Bleeding Through took the stage following and immediately captured the crowd by starting with their most well-known song, “A Love Lost in a Hail of Gunfire.” This is the first song off of the record that they’ve been celebrating this year, titled “This is Love, This is Murderous,” which turns 20 years old. Bleeding Through is a six-piece outfit that features a keyboardist as an additional member on top of the traditional five-piece metalcore lineup. This addition allows Bleeding Through to add a symphonic element to their fast-paced metalcore that sets them apart from other bands and solidifies the influence that they’ve had on future acts over the years. Though the band has been in the game for 20 years, they didn’t show their age whatsoever as they frequently visited the barrier to get as close to the intense crowd as possible while performing. Due to the late start, unfortunately, Bleeding Through had to cut a couple of songs off to keep up with the schedule. Let’s hope they can come back soon and finish that setlist they started. 

Hatebreed (Photo by Hilary Crannage)

Finally, the headliner, the legendary Hatebreed, hails from Connecticut. While this set was dedicated to celebrating 20 years of their record “The Rise of Brutality,” Hatebreed has been laying down alpha-level riffage since the 1990s and has been a staple of northeast hardcore since their inception. Though it was late and the crowd was tired, they gathered up all the energy they could to make sure that they kept up with the band’s vigor during the 21-song assault. The floor was slippery with condensation at this point, but that didn’t stop moshers from taking a chance and getting out any remaining aggression and energy they may have had hidden in the reserve tank. Hits such as “Beholder of Justice,” “This is Now,” “Everyone Bleeds Now,” and “I Will Be Heard” showcased exactly why Hatebreed has been able to consistently succeed, influence, and carry on its legacy for three decades.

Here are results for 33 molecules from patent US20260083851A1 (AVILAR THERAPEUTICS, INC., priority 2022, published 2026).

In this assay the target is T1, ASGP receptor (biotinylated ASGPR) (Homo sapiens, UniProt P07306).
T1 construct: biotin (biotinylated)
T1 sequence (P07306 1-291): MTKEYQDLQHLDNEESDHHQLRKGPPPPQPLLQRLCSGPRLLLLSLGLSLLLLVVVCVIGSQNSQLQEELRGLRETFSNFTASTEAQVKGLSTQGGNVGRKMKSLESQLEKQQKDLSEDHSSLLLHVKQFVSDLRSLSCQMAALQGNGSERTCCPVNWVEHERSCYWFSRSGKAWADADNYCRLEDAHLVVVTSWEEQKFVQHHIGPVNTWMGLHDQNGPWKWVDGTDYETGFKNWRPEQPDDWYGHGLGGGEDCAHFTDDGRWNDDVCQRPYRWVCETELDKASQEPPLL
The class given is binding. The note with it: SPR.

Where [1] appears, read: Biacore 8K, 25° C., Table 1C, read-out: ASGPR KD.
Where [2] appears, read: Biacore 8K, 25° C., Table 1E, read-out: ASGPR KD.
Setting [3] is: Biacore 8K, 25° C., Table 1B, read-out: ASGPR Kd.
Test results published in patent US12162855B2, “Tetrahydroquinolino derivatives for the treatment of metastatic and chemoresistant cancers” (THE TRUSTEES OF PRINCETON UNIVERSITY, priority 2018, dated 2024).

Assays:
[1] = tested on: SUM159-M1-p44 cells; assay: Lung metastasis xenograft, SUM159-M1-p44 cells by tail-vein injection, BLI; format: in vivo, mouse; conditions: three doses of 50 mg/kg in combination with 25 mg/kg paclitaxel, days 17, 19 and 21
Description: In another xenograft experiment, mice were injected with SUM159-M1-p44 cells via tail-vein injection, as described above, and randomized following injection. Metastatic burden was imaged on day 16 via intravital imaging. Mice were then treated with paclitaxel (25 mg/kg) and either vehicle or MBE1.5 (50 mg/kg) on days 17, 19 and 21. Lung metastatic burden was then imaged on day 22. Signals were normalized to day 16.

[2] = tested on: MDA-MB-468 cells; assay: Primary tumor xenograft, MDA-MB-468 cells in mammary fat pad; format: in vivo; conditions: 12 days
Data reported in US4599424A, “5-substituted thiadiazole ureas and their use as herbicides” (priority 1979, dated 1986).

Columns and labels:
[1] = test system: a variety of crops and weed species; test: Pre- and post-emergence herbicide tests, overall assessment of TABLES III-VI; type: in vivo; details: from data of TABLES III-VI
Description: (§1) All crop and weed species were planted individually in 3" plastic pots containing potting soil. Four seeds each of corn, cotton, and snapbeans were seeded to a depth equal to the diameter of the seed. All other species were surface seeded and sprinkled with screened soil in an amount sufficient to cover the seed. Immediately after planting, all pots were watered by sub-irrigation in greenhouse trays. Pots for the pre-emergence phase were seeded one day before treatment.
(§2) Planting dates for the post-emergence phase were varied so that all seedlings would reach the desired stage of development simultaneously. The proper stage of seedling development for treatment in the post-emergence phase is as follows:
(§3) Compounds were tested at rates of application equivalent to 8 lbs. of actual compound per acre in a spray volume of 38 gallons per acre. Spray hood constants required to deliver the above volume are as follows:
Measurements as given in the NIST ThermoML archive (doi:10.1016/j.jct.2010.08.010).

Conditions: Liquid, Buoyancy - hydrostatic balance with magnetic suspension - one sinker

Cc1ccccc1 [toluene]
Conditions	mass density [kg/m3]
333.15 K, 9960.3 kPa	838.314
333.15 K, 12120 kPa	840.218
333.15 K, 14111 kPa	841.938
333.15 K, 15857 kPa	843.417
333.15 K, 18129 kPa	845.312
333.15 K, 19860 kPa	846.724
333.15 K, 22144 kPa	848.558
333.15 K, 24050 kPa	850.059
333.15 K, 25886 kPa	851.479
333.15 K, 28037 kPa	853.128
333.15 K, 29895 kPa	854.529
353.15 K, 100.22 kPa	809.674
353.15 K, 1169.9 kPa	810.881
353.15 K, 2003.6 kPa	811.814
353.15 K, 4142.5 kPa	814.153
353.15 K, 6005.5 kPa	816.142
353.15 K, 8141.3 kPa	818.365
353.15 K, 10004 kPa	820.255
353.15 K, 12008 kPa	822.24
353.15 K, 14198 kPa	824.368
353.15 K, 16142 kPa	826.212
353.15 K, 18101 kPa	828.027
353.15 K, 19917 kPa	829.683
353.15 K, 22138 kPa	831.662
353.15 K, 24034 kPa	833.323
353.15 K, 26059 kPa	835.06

Day 2 coverage can be found at Concert Review: Born Dead Fest (Day 2) @ Empire Live, 09/02/2023

  1. […] Check out Day 1 coverage here: Concert Review: Born Dead Fest (Day 1) @ Empire Live, 09/02/2023 […]